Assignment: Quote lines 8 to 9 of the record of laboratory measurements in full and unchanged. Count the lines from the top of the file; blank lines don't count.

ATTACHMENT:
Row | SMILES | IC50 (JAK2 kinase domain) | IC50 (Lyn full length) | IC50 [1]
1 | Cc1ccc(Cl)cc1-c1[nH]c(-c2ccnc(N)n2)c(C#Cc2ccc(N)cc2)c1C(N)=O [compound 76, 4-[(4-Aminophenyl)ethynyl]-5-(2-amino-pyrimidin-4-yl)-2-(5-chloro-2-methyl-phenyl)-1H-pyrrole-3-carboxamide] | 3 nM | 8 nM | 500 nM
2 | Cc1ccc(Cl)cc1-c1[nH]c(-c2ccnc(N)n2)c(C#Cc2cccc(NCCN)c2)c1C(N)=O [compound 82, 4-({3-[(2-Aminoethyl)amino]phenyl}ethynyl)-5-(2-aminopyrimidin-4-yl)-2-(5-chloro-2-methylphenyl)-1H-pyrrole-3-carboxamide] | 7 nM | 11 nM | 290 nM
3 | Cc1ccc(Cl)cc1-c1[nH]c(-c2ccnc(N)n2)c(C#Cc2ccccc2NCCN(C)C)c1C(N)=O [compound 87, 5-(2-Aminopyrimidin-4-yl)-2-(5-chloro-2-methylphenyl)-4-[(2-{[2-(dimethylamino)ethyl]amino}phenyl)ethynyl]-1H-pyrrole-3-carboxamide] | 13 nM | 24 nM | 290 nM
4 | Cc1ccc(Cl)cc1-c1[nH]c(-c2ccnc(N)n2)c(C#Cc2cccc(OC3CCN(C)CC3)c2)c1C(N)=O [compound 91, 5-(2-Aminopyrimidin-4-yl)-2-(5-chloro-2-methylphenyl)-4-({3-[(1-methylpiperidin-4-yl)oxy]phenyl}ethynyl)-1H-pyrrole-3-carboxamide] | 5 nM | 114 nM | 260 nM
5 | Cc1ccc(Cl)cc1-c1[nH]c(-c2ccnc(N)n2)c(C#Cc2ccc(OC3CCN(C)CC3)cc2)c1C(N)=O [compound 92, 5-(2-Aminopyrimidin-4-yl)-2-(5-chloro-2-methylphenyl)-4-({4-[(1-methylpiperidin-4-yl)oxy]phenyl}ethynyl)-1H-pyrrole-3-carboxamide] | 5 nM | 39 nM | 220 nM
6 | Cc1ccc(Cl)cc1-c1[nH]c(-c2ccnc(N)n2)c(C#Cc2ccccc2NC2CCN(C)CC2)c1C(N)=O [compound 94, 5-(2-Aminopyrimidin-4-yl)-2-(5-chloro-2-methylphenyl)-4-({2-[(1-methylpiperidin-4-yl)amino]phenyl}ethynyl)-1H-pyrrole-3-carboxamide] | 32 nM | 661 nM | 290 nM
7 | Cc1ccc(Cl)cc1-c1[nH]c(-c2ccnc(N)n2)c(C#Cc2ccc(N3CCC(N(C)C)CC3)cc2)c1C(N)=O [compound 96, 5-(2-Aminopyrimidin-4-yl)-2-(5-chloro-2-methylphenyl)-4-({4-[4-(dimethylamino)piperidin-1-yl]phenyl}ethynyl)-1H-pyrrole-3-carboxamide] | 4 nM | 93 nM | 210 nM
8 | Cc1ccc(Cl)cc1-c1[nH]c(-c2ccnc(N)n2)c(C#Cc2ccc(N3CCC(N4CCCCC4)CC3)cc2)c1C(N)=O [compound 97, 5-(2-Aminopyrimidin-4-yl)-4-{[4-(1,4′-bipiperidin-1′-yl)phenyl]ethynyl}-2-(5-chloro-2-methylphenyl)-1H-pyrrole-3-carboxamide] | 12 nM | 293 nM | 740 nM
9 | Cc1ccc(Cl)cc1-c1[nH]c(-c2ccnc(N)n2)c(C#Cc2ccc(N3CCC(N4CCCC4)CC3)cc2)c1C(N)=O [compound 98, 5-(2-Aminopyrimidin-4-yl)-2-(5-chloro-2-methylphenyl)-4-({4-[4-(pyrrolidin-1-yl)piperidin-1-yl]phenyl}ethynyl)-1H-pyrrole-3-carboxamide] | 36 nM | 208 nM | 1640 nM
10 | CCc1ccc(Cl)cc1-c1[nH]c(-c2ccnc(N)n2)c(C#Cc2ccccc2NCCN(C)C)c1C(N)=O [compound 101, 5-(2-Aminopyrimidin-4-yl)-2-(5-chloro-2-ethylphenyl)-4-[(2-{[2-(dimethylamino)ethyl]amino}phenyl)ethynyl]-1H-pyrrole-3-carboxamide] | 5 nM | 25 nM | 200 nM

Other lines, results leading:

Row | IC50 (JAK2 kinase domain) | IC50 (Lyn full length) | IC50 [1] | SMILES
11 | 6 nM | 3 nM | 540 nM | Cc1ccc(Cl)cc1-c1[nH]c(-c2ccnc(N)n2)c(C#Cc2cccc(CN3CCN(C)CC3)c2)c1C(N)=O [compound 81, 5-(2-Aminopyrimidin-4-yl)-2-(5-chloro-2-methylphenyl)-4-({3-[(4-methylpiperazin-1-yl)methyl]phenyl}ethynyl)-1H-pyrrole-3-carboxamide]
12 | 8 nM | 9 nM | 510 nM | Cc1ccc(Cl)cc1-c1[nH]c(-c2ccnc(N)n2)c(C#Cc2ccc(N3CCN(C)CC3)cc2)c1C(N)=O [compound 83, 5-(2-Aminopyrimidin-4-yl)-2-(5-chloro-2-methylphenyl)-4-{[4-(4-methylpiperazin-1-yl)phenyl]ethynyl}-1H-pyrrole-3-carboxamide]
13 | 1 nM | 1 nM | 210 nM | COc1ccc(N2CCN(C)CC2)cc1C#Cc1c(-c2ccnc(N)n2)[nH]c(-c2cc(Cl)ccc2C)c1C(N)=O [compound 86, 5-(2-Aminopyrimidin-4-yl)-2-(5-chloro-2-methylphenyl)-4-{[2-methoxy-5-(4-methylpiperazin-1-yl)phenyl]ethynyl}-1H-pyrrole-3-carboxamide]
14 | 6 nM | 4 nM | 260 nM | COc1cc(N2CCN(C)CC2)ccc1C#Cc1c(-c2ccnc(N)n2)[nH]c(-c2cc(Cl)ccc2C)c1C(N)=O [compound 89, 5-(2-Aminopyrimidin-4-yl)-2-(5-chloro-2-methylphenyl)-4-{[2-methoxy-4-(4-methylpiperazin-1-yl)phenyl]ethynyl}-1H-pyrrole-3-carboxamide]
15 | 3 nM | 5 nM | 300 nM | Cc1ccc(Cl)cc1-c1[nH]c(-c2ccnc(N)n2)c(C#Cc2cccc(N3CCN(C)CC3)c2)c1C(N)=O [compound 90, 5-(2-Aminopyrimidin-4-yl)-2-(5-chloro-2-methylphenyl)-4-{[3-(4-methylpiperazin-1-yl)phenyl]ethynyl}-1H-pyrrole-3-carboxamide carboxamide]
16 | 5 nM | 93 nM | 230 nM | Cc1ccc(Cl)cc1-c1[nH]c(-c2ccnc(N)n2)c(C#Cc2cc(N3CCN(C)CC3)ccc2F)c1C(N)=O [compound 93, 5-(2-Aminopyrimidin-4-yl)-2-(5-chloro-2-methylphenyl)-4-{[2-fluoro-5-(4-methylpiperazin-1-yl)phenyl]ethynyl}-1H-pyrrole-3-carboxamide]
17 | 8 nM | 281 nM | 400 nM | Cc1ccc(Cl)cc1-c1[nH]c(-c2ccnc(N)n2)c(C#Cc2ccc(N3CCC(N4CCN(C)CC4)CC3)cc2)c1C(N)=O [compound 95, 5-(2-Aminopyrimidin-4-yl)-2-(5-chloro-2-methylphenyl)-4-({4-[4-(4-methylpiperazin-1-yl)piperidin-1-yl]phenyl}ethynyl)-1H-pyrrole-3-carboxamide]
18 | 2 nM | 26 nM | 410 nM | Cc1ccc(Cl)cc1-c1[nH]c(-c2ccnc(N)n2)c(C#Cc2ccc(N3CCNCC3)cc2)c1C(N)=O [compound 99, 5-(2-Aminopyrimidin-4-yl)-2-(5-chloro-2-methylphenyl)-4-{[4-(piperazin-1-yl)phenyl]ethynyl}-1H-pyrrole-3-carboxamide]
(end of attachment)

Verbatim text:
7 | Cc1ccc(Cl)cc1-c1[nH]c(-c2ccnc(N)n2)c(C#Cc2ccc(N3CCC(N(C)C)CC3)cc2)c1C(N)=O [compound 96, 5-(2-Aminopyrimidin-4-yl)-2-(5-chloro-2-methylphenyl)-4-({4-[4-(dimethylamino)piperidin-1-yl]phenyl}ethynyl)-1H-pyrrole-3-carboxamide] | 4 nM | 93 nM | 210 nM
8 | Cc1ccc(Cl)cc1-c1[nH]c(-c2ccnc(N)n2)c(C#Cc2ccc(N3CCC(N4CCCCC4)CC3)cc2)c1C(N)=O [compound 97, 5-(2-Aminopyrimidin-4-yl)-4-{[4-(1,4′-bipiperidin-1′-yl)phenyl]ethynyl}-2-(5-chloro-2-methylphenyl)-1H-pyrrole-3-carboxamide] | 12 nM | 293 nM | 740 nM